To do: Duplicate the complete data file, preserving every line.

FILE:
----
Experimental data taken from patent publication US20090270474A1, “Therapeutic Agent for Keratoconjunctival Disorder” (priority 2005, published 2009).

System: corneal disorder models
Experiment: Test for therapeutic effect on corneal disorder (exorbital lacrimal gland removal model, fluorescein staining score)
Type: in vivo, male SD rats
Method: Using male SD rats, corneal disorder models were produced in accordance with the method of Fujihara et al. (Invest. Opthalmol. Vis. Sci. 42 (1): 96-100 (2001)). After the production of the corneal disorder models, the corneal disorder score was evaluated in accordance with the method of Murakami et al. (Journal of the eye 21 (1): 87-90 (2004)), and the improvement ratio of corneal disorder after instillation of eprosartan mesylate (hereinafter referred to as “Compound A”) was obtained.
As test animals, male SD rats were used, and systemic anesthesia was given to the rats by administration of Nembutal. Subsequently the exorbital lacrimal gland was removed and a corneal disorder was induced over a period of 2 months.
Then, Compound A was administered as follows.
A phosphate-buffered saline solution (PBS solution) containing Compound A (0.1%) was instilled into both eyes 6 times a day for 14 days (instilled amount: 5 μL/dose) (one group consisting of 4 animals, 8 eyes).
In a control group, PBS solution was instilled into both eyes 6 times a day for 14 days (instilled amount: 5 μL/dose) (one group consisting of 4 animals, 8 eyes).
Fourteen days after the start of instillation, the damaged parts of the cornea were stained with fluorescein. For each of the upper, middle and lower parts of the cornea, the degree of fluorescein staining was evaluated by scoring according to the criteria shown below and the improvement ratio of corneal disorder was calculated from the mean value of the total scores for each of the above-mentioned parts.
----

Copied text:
Experimental data taken from patent publication US20090270474A1, “Therapeutic Agent for Keratoconjunctival Disorder” (priority 2005, published 2009).

System: corneal disorder models
Experiment: Test for therapeutic effect on corneal disorder (exorbital lacrimal gland removal model, fluorescein staining score)
Type: in vivo, male SD rats
Method: Using male SD rats, corneal disorder models were produced in accordance with the method of Fujihara et al. (Invest. Opthalmol. Vis. Sci. 42 (1): 96-100 (2001)). After the production of the corneal disorder models, the corneal disorder score was evaluated in accordance with the method of Murakami et al. (Journal of the eye 21 (1): 87-90 (2004)), and the improvement ratio of corneal disorder after instillation of eprosartan mesylate (hereinafter referred to as “Compound A”) was obtained.
As test animals, male SD rats were used, and systemic anesthesia was given to the rats by administration of Nembutal. Subsequently the exorbital lacrimal gland was removed and a corneal disorder was induced over a period of 2 months.
Then, Compound A was administered as follows.
A phosphate-buffered saline solution (PBS solution) containing Compound A (0.1%) was instilled into both eyes 6 times a day for 14 days (instilled amount: 5 μL/dose) (one group consisting of 4 animals, 8 eyes).
In a control group, PBS solution was instilled into both eyes 6 times a day for 14 days (instilled amount: 5 μL/dose) (one group consisting of 4 animals, 8 eyes).
Fourteen days after the start of instillation, the damaged parts of the cornea were stained with fluorescein. For each of the upper, middle and lower parts of the cornea, the degree of fluorescein staining was evaluated by scoring according to the criteria shown below and the improvement ratio of corneal disorder was calculated from the mean value of the total scores for each of the above-mentioned parts.